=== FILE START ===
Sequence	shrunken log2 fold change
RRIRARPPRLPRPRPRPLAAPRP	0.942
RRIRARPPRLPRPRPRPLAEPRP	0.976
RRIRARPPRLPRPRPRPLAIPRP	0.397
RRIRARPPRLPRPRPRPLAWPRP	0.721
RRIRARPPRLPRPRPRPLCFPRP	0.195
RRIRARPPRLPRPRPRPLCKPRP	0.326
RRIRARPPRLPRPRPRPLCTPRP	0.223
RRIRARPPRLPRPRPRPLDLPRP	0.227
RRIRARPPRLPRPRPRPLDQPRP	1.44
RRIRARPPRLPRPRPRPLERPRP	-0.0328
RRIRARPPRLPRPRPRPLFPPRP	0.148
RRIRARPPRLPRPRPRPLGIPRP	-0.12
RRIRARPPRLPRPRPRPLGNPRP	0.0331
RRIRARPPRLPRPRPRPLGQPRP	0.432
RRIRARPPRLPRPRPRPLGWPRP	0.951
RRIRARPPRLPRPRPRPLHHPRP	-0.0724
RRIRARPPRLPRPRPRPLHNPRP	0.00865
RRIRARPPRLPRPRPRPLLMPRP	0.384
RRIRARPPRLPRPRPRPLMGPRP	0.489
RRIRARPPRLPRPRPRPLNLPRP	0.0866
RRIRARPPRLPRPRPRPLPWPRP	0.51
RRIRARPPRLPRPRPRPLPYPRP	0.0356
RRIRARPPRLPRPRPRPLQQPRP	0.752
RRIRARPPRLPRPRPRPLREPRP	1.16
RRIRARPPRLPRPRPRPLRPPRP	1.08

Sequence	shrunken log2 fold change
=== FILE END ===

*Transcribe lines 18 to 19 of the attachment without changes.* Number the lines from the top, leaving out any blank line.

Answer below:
RRIRARPPRLPRPRPRPLHNPRP	0.00865
RRIRARPPRLPRPRPRPLLMPRP	0.384